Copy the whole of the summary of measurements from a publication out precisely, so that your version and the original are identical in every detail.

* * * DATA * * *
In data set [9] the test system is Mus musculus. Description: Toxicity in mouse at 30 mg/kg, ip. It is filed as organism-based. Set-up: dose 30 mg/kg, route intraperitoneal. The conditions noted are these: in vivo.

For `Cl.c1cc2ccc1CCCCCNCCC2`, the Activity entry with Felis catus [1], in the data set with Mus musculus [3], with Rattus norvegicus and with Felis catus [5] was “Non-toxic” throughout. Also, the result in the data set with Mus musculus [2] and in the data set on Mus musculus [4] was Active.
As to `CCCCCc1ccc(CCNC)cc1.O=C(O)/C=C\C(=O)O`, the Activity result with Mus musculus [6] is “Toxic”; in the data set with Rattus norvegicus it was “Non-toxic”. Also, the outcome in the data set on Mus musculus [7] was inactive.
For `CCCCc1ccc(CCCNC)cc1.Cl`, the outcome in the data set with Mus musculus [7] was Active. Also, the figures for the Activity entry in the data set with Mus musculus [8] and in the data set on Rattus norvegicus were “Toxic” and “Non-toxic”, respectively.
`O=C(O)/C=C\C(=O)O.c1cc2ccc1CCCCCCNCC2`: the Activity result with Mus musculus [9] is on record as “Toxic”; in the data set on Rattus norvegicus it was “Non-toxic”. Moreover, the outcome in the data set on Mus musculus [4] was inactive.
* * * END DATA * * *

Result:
In data set [9] the test system is Mus musculus. Description: Toxicity in mouse at 30 mg/kg, ip. It is filed as organism-based. Set-up: dose 30 mg/kg, route intraperitoneal. The conditions noted are these: in vivo.

For `Cl.c1cc2ccc1CCCCCNCCC2`, the Activity entry with Felis catus [1], in the data set with Mus musculus [3], with Rattus norvegicus and with Felis catus [5] was “Non-toxic” throughout. Also, the result in the data set with Mus musculus [2] and in the data set on Mus musculus [4] was Active.
As to `CCCCCc1ccc(CCNC)cc1.O=C(O)/C=C\C(=O)O`, the Activity result with Mus musculus [6] is “Toxic”; in the data set with Rattus norvegicus it was “Non-toxic”. Also, the outcome in the data set on Mus musculus [7] was inactive.
For `CCCCc1ccc(CCCNC)cc1.Cl`, the outcome in the data set with Mus musculus [7] was Active. Also, the figures for the Activity entry in the data set with Mus musculus [8] and in the data set on Rattus norvegicus were “Toxic” and “Non-toxic”, respectively.
`O=C(O)/C=C\C(=O)O.c1cc2ccc1CCCCCCNCC2`: the Activity result with Mus musculus [9] is on record as “Toxic”; in the data set on Rattus norvegicus it was “Non-toxic”. Moreover, the outcome in the data set on Mus musculus [4] was inactive.